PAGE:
Nicholas Mowbray, James Ansell, Neil Warren, Pete Wall, Jared Torkington
Welsh Institute for Minimal Access Therapy
Objectives: The aim is to evaluate the properties of surgical smoke and the evidence for the harmful effects to those exposed. Smoke can be generated when using energy based surgical instruments. Airborne by-products may have potential health implications for theatre staff.
Methods and procedures: MEDLINE, PubMed, Cochrane Database, Embase classic and Embase and the metaRegister of Controlled Trials were searched using three domains of MeSH exploded terms. Included studies needed to report the constituents found in the smoke plume during human surgical procedures, the methods used to analyse the smoke, the implications of exposure to smoke and the type of surgical instrument that generated the smoke. Studies were excluded if they were animal-based, pre-clinical experimental work, conference abstracts and opinion based reports. Common endpoints were particle size, particle characteristics, infection risk, malignant spread and mutagenesis.
Results: 20 studies were included. There is no level 1 evidence supporting the harmful effects of surgical smoke to theatre staff. Particle Size: 5 (25%) studies showed that diathermy and laser can produce ultra-fine particles (UFP) which are respirable in size. The long term outcome of this is unknown. Particle characterisation: 6 (30%) studies demonstrated that several volatile hydrocarbons are present in diathermy, ultrasonic and laser derived surgical smoke. These include toluene, ethyl benzene, styrene, hydrogen cyanide, acetylene and butadiene. These are potentially carcinogenic, but there is no evidence to support a cause-effect to those exposed. Infection risk: Six (30%) papers reported the presence of viruses in laser derived smoke but none of these confirmed viral transmission to the operator. One (5%) study demonstrated bacterial cell culture (staphylococcus aureus) from a laser plume following surgery. Mutagenesis / Malignant Spread: One (5%) study reported the mutagenic effect of smoke and 1 (5%) the presence of malignant cells within smoke in patient undergoing procedures for carcinomatosis.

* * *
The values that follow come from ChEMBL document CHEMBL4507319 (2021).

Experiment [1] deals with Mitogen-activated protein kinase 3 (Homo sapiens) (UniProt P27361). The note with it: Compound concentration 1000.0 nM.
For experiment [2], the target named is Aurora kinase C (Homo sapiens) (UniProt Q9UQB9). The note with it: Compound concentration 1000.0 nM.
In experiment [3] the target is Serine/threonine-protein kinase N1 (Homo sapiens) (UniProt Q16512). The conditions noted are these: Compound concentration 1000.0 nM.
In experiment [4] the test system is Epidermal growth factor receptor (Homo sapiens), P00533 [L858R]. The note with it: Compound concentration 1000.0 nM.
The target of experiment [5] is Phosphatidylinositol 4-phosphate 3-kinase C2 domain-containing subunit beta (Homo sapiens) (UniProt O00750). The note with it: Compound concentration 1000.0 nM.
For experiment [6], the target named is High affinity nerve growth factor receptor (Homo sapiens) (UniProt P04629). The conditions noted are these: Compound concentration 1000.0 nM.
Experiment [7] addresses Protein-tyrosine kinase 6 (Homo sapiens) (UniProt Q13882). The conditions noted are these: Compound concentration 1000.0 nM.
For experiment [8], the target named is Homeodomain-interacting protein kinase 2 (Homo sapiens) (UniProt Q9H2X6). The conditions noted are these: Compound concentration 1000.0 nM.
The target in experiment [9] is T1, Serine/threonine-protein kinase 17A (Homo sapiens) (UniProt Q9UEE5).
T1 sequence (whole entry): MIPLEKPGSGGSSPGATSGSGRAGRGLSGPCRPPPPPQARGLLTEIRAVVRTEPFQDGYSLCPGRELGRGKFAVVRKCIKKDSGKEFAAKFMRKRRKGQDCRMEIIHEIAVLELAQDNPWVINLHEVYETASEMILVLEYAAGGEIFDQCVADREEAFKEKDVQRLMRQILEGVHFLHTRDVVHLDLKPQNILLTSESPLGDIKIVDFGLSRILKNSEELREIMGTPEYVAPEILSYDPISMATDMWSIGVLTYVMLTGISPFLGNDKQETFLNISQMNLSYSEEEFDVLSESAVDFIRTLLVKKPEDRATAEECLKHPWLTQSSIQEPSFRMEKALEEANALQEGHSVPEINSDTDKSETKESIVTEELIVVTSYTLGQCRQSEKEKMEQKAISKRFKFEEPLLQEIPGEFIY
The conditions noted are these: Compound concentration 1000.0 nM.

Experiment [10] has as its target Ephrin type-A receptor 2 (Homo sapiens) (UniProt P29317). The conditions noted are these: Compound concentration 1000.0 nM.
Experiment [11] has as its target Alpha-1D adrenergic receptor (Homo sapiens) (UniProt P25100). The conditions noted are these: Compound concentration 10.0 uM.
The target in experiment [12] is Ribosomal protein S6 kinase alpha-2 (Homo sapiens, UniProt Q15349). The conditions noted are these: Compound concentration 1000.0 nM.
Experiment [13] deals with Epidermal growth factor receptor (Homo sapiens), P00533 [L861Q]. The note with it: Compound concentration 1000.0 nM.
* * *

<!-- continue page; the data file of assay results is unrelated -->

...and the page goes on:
Conclusions: Potentially carcinogenic components of surgical smoke are small enough to be respirable. However, more evidence over a longer period of time is needed to evaluate the effect of this. Infective and malignant cells are found within the smoke plume but the full risk of this to theatre staff is unproven. Future work could focus on comparing the smoke produced by different energy based devices, the use of removal systems and the long term consequences of smoke exposure.
Session: Poster Presentation
Program Number: P501